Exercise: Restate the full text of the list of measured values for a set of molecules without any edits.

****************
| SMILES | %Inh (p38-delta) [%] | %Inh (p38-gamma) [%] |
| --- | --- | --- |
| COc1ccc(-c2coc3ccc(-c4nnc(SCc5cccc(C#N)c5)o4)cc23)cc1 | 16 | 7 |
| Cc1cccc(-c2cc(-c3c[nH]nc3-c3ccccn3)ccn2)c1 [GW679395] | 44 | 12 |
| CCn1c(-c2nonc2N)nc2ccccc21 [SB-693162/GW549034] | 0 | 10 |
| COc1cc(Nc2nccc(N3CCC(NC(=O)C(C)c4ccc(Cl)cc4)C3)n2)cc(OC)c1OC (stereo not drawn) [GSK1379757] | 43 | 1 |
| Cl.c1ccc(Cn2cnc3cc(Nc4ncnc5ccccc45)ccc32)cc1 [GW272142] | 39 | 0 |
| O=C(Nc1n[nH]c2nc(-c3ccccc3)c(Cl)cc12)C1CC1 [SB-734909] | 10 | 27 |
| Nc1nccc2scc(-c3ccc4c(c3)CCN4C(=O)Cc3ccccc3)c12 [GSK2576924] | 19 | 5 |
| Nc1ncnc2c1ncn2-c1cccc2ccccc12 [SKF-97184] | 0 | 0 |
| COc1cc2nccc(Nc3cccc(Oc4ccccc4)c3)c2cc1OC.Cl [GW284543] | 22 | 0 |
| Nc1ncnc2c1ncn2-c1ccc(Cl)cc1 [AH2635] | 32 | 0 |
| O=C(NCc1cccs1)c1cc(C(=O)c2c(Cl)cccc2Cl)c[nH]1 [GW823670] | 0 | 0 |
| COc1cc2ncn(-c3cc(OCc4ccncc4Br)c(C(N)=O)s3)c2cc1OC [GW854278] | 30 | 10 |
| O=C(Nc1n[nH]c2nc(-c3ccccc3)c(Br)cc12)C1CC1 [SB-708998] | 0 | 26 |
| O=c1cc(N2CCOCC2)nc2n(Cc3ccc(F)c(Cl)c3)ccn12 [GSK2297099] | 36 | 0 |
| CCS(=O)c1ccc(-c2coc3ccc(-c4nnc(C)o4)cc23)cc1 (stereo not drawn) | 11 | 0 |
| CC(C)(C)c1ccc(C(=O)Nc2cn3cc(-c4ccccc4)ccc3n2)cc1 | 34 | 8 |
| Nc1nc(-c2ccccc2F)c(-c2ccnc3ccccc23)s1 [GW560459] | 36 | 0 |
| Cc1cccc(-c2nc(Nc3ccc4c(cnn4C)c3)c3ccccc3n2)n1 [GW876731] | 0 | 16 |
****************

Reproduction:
| SMILES | %Inh (p38-delta) [%] | %Inh (p38-gamma) [%] |
| --- | --- | --- |
| COc1ccc(-c2coc3ccc(-c4nnc(SCc5cccc(C#N)c5)o4)cc23)cc1 | 16 | 7 |
| Cc1cccc(-c2cc(-c3c[nH]nc3-c3ccccn3)ccn2)c1 [GW679395] | 44 | 12 |
| CCn1c(-c2nonc2N)nc2ccccc21 [SB-693162/GW549034] | 0 | 10 |
| COc1cc(Nc2nccc(N3CCC(NC(=O)C(C)c4ccc(Cl)cc4)C3)n2)cc(OC)c1OC (stereo not drawn) [GSK1379757] | 43 | 1 |
| Cl.c1ccc(Cn2cnc3cc(Nc4ncnc5ccccc45)ccc32)cc1 [GW272142] | 39 | 0 |
| O=C(Nc1n[nH]c2nc(-c3ccccc3)c(Cl)cc12)C1CC1 [SB-734909] | 10 | 27 |
| Nc1nccc2scc(-c3ccc4c(c3)CCN4C(=O)Cc3ccccc3)c12 [GSK2576924] | 19 | 5 |
| Nc1ncnc2c1ncn2-c1cccc2ccccc12 [SKF-97184] | 0 | 0 |
| COc1cc2nccc(Nc3cccc(Oc4ccccc4)c3)c2cc1OC.Cl [GW284543] | 22 | 0 |
| Nc1ncnc2c1ncn2-c1ccc(Cl)cc1 [AH2635] | 32 | 0 |
| O=C(NCc1cccs1)c1cc(C(=O)c2c(Cl)cccc2Cl)c[nH]1 [GW823670] | 0 | 0 |
| COc1cc2ncn(-c3cc(OCc4ccncc4Br)c(C(N)=O)s3)c2cc1OC [GW854278] | 30 | 10 |
| O=C(Nc1n[nH]c2nc(-c3ccccc3)c(Br)cc12)C1CC1 [SB-708998] | 0 | 26 |
| O=c1cc(N2CCOCC2)nc2n(Cc3ccc(F)c(Cl)c3)ccn12 [GSK2297099] | 36 | 0 |
| CCS(=O)c1ccc(-c2coc3ccc(-c4nnc(C)o4)cc23)cc1 (stereo not drawn) | 11 | 0 |
| CC(C)(C)c1ccc(C(=O)Nc2cn3cc(-c4ccccc4)ccc3n2)cc1 | 34 | 8 |
| Nc1nc(-c2ccccc2F)c(-c2ccnc3ccccc23)s1 [GW560459] | 36 | 0 |
| Cc1cccc(-c2nc(Nc3ccc4c(cnn4C)c3)c3ccccc3n2)n1 [GW876731] | 0 | 16 |